“Superman Unbound”: A Classic Super-Tale

Last week, I wrote about Iron Man 3, a superhero film which I thought was absolutely fantastic.  There’s another film coming up in June, Man of Steel, featuring a new version of Superman which I am gung-ho about seeing.  I’ve seen the first two Superman movies with Christopher Reeve in the title role, and if the new guy can perform as well as Reeve did, I think we might have a new hit franchise on our hands.  I sure hope this film is as good as Superman Unbound, a direct to video animated movie I purchased last week which I feel presented a great classic Superman story with a few new wrinkles tossed in to keep the character attuned to modern sensibilities.  It feels to me like the original superhero is making a big comeback, and this animated film certainly does seem big in my view, even if it is a bit on the short side (about seventy-five minutes to be precise).

Superman Unbound is a loose adaptation of a recent storyline from the Superman comics, but you don’t have to read the original story to understand what is going on; I didn’t even know it was based on a comic before I started watching, but now that I have, I think I’ll check out the comic version to see what’s different between both versions.  The basic story is a retelling of Superman’s first encounter with the evil alien android Brainiac.  It also concerns the “Man of Tomorrow” having to deal with two very important women in his life, one being well-known reporter Lois Lane and the other being his cousin from Krypton, Kara Zor-El, better known as Supergirl.  It’s a simple tale with fewer elements to it than Iron Man 3‘s story has, but it still delivers a big message in the end, is generally a great story, and finds a nearly perfect balance between serious and campy.

I was fascinated by the way the film’s producers took classic elements from past Superman stories and gave them slight tweaks to give them interesting updates.  For instance, the film’s version of Brainiac takes some cues from his classic appearance from the 1950s and ’60s with green skin and purple armor, but also has beefy-looking muscles popping out everywhere on his body, making him look, I feel, like a crazed space-faring bodybuilder, definitely the type of great menace I’d like to see Superman going up against.  Lois Lane has gone through some changes, too: she is not a “damsel in distress” but rather a self-confident, defiant person who is just as strong emotionally as Clark Kent’s super alter ego is physically.  Speaking of Clark Kent, he and Lois are actually dating at the beginning of this movie.  This stuck out to me immediately because I do not recall ever having seen Lois and Clark dating very often before, not even in the comics; they have had their fair share of candlelight dinners in the past, but I usually see a relationship at the beginning of a comic or movie where they are  just getting to know each other or at the end after they have gotten married.  The “in between” phase shown in this movie adds many interesting new dimensions to their relationship I would like to see more of in other Superman depictions.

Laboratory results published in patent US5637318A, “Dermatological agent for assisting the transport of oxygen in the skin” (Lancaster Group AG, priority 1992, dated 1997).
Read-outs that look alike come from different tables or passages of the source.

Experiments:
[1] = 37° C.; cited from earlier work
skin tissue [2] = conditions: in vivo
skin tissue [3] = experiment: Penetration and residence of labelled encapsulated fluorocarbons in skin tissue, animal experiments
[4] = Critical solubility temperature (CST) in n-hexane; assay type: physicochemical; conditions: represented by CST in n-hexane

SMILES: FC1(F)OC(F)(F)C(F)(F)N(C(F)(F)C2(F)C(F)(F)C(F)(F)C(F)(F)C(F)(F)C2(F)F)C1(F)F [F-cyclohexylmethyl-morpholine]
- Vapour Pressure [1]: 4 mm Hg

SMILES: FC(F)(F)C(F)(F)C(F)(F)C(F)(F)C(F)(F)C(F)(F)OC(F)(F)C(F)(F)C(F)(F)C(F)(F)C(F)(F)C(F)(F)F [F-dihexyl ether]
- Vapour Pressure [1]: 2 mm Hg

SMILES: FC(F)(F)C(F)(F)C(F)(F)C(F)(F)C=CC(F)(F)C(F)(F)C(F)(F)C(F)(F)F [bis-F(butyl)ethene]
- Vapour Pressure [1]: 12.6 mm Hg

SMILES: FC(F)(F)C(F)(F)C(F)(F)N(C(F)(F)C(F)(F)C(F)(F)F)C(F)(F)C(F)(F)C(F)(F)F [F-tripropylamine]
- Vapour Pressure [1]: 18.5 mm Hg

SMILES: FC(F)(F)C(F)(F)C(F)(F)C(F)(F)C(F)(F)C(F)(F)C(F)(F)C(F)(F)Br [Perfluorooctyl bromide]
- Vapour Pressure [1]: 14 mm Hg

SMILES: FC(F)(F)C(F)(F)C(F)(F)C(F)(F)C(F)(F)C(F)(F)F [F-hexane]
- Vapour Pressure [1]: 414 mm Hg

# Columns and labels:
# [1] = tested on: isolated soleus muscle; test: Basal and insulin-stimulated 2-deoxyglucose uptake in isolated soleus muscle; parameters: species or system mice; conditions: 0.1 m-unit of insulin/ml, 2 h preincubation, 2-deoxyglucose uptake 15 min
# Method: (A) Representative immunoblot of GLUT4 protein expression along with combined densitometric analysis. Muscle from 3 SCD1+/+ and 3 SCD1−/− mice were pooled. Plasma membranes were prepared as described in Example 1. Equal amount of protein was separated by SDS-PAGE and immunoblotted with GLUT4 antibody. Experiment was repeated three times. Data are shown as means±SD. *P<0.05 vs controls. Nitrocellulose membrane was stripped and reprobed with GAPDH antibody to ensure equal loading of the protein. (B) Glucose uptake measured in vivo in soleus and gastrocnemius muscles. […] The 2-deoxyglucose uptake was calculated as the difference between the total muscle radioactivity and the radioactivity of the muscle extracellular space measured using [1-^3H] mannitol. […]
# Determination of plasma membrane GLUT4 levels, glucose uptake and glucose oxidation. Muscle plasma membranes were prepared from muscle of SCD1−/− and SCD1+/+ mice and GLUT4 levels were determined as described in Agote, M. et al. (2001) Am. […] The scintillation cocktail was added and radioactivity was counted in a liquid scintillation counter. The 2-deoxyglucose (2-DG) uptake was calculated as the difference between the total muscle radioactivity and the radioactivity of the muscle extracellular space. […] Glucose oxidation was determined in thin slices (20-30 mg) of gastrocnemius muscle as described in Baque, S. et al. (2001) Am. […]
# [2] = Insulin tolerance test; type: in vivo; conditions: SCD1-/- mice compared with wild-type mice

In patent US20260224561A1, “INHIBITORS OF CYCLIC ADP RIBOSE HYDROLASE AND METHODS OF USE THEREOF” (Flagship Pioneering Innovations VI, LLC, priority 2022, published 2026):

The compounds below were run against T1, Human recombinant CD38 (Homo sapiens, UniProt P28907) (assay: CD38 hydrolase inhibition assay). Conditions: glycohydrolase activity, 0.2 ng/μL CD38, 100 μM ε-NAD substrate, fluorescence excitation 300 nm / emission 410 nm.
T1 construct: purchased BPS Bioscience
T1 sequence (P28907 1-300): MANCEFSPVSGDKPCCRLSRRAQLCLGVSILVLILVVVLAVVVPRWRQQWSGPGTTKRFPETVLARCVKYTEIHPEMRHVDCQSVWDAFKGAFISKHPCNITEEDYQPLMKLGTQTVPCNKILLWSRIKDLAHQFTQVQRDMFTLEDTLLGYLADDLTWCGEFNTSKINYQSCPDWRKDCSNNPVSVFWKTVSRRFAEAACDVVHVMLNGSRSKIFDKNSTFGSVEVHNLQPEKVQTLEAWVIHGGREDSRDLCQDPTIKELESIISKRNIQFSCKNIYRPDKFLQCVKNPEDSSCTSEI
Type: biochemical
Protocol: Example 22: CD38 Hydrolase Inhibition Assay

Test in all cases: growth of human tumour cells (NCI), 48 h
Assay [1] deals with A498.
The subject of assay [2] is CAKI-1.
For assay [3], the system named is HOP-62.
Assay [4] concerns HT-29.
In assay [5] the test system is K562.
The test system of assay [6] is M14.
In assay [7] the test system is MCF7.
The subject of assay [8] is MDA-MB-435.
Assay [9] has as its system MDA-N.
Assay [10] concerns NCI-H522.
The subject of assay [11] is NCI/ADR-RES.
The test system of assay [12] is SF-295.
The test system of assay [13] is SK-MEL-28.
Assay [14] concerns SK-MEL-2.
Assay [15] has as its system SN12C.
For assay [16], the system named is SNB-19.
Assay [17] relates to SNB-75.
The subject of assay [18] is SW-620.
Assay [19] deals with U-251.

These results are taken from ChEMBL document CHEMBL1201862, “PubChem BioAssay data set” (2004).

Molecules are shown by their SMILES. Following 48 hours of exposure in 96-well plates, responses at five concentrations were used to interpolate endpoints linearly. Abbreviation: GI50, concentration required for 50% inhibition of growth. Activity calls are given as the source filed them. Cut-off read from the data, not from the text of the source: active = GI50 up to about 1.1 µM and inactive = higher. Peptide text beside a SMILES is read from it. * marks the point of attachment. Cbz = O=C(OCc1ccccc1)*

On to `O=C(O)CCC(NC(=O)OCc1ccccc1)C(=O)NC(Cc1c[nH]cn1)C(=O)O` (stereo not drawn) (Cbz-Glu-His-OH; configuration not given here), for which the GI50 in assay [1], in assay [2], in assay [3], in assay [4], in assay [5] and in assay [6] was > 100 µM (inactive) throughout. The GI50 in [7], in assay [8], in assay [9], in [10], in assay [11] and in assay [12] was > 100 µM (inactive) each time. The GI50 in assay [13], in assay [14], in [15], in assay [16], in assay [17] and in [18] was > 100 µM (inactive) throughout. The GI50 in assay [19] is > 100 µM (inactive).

Another classic element which plays a big role in Superman Unbound is the bottle city of Kandor, Krypton’s capital city in a bottle which was shrunk down by Brainiac and placed in a bottle on his ship before the planet exploded.  I thought it was a somewhat laughable concept in the comic books, but it is treated respectably in the movie.  At times, it even becomes a metaphor for how Superman treats Lois and Supergirl, keeping both of them in figurative “bottles” of his protection, even though they repeatedly prove they are capable of fending for themselves.  I thought this was an unorthodox parallel to draw; it didn’t actually come to me until after I heard the filmmakers talking about it on the movie’s audio commentary.  Once I started thinking about Lois and Supergirl’s situations in this way, though, I was glad they made the extra effort to utilize Kandor in a way beyond just being a weird sci-fi prop.  Incidentally, considering all of the “bottled up” stuff in this movie, I think it could have been called Superman Uncorked or UnbottledUnbound just sounds too generic to me.

Superman Unbound tells a fine tale of classically defined super-heroics and doesn’t overstay its welcome.  If you can’t make it out to the theaters to see Man of Steel or any other movies this summer, I’d highly recommend giving this one a try.  You can find Unbound on DVD and Blu-Ray for a pretty inexpensive price; I went for the Blu-Ray/DVD combo pack for the ability to watch the movie two different ways. Both formats offer extra features including mini-documentaries on the history of Brainiac and Kandor which I feel are worth a look if you’re curious about seeing how those evolved through comics and TV appearances leading up to the Unbound movie.

Between this post and the Iron Man entry, I’ve definitely got superheroes on the brain!  Do you have any favorite superheroes?  Why do you like them?  Would you be interested in seeing them take part in new adventures?  Leave your super-thoughts in the comments below.  Up, up, and away!

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